Milo Yiannopoulos’s Trash Talking Tanks
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I believe free speech not only has its limits, but that it also has a level of responsibility to promote civil discourse for the welfare of others, and reject hate speech which is a precursor to violence.
Milo Yiannopoulos, vulgarian, alt-right’s telegenic token gay and Breitbart’s polemical senior editor, last appearance on a national stage may have finally come. And, the bridge too far for even his audience wasn’t Yiannopoulos’s misogyny, xenophobia, racism, anti-Semitism, Islamophobia or homophobia, to name a few, but rather his flippant and snarky remarks condoning if not giving a sly and coquettish nod to pedophilia and pederasty in a January 2016 clip of his interview on “Drunken Peasants.”
“I’m grateful for Father Michael,” Yiannopoulos told his audience defending his molestation. “I wouldn’t give nearly such good [oral sex] if it wasn’t for him.” In a moment of contrition or perhaps a last-ditch effort to salvage his job, after a tsunami of criticism from even his co-workers at Brietbart, Yiannopoulos went on Facebook and uncharacteristically took responsibility for his faux pas.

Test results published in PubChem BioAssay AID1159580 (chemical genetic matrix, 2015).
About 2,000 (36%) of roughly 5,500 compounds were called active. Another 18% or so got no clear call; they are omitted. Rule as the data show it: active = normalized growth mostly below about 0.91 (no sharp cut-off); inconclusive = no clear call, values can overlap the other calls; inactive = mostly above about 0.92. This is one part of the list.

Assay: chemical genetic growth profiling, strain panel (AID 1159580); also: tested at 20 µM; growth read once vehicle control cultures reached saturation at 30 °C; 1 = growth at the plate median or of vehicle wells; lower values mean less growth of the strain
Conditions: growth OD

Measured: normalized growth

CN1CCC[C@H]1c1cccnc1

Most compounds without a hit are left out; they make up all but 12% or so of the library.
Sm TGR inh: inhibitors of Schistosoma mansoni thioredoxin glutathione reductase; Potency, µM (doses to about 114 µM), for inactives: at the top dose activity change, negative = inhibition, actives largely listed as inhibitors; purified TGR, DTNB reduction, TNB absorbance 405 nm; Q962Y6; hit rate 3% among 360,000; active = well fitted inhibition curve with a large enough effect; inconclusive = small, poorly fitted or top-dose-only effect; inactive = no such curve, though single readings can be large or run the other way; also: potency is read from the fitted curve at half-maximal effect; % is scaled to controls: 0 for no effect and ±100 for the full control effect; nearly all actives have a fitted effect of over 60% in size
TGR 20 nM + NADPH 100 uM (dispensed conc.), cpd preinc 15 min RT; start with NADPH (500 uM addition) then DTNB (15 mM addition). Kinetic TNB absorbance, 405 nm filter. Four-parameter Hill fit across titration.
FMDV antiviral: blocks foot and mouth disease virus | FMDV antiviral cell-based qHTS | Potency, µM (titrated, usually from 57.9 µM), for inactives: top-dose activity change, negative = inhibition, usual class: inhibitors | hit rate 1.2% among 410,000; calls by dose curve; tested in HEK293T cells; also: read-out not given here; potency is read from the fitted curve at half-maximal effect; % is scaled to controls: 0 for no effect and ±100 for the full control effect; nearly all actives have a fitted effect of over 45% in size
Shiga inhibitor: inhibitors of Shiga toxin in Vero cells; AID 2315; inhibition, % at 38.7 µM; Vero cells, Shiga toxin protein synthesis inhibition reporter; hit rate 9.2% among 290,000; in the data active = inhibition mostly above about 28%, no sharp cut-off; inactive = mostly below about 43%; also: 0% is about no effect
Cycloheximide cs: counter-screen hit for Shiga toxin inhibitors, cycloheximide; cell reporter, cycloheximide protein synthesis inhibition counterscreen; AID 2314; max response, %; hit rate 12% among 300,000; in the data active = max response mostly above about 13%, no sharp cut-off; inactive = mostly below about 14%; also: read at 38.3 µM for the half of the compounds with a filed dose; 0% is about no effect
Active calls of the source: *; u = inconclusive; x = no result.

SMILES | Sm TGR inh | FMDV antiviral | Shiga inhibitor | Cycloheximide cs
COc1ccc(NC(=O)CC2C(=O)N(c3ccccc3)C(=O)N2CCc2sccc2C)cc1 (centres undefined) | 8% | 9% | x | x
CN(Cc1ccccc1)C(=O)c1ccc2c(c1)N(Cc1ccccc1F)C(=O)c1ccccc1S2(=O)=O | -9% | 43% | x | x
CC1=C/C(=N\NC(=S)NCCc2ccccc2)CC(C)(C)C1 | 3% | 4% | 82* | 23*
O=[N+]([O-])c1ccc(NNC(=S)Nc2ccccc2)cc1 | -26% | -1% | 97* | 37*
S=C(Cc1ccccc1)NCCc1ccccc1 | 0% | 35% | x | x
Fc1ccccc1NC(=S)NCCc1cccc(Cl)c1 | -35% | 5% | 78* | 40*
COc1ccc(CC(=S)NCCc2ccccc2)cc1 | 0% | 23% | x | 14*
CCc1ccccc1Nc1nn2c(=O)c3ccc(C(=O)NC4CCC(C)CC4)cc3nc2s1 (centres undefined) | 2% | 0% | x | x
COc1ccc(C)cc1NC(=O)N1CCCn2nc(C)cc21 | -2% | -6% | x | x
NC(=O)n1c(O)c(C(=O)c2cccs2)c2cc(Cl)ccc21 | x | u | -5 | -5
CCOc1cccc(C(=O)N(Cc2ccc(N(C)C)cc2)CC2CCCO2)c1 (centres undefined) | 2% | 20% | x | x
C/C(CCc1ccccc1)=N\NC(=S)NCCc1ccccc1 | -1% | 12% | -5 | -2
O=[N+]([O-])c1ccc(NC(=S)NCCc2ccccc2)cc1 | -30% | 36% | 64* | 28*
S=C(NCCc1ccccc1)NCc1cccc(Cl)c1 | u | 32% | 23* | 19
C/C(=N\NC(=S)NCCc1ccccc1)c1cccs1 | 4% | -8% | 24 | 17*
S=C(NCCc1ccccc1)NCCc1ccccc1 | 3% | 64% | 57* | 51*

“I'm partly to blame. My own experiences as a victim led me to believe I could say anything I wanted to on this subject, no matter how outrageous,” Yiannopoulos wrote.
“I am certainly guilty of imprecise language, which I regret.” For too long Yiannopoulos felt he was unstoppable when it came to his unfettered free speech as an exercise of his First Amendment right. And why should Yiannopoulos not with a $250,000 book advance for his memoir “Dangerous,” an exploration of the issues of “political correctness" and free speech with Threshold Editions, an imprint of Simon & Schuster as the grand prize for trash talking. Simon & Schuster has now canceled Yiannopoulos’s “Dangerous.”
Before Yiannopoulos became alt-right’s perfect poster-boy- gay and Jewish- who denounces identity politics and “political correctness” a backlash from the Tea Party movement had been afoot for over a decade. But Tea Party and now alt-right folks are not alone expressing how “political correctness” infringes on their life, like the war on Christmas. The controversy first shows its face every early December with the inanity over the new design of Starbucks holiday cups that don’t have a Christmas theme or the greeting “Merry Christmas.” The ongoing feuding back and forth revealed in a July 2016 Pew Research Poll that 59 percent of American’s agree that “too many people are easily offended these days over the language that others use.